GREEN BAY, WI – Some Green Bay firefighters are speaking out about the closing of one of their stations.
Engine one, located at 501 S. Washington was closed Saturday by the mayor and the interim fire chief as a way to reduce overtime and help control the city's budget deficit.
Firefighters say the closure may put citizens in danger, but the mayor says no services will be compromised.
“This is not going to delay the first responders or the secondary units,” said Mayor Jim Schmitt.
But Bernie Carwardine, a firefighter of 17 years disagrees.
“Two minutes is not big to the normal, average day person, but two minutes in a fire makes the world of difference,” said Carwardine. He and others are concerned about the staffing changes.
“We're doing this not just for the firefighters; we're doing it for the citizens,” said Carwardine. “We just want to do our job to the best of our ability.”
“There's a rise in time responses, it's going to have an impact on the safety of the people we protect and we serve,” said Chad Bronkhorst, President of the Green Bay Firefighters IAFF Local 141.
Bronkhorst said the mayor is targeting the fire department for overtime.
“His agenda is to have us go over and then target the budget as being too big,” said Bronkhorst.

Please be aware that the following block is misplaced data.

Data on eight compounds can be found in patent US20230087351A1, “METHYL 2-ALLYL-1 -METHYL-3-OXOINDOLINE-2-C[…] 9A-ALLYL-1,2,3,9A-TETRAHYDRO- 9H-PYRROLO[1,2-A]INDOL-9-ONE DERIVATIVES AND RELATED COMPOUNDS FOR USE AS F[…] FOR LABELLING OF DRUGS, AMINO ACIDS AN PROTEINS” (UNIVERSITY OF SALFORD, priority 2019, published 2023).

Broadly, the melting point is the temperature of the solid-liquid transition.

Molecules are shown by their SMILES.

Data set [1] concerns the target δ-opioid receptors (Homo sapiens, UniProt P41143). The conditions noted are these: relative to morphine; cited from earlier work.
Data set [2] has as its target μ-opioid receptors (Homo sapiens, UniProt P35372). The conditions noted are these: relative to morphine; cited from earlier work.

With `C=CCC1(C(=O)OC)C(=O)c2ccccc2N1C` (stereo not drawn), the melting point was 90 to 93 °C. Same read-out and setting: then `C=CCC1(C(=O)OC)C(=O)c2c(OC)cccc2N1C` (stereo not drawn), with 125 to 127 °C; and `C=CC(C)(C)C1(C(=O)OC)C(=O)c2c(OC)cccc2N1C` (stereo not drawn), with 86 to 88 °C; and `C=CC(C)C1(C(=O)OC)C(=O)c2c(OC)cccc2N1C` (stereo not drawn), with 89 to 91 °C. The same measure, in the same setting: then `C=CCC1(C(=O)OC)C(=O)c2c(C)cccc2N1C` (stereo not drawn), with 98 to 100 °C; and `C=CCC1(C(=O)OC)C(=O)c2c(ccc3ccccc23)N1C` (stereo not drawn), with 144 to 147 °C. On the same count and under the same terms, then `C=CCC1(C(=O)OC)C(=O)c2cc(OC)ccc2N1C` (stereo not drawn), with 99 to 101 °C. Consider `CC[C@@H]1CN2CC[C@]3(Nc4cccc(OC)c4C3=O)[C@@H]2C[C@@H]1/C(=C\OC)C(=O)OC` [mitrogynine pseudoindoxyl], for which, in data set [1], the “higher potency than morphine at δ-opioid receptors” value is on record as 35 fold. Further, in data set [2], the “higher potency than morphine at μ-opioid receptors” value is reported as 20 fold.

The union said under Mayor Schmitt, they’ve trimmed personnel from 48 to 38 a day.
But the mayor maintains, even with reallocating services, the area of engine one is still covered by three nearby fire departments. He said the union is using this as a scare tactic.
“I mean, come on, give us some more credit, we wouldn't propose anything that would harm the city at all,” said Mayor Schmitt.
He's asking all city agencies to cut back to help with a budget deficit. And the reallocation of services will save about $90,000 a month.
But alderman, Dave Boyce, who represents District 7, isn't on board with changing the services.
“We want to come together. We want the citizens to come together on behalf of the fire department and the wonderful things they've done,” said Boyce.
The interim Fire Chief, Michael Nieft said the decision to close the engine was a tough one. He said with more people taking vacations, they had to fill positions with overtime.
He said he was presented with the problem from the mayor, and he came up with the most manageable solution.
“It’s a tough time for city budget,” said Nieft.
He said the Engine may reopen, after the busy summer-vacation season is over, and they can staff without overtime.
Nieft said this matter will likely come up at Tuesday’s city council meeting.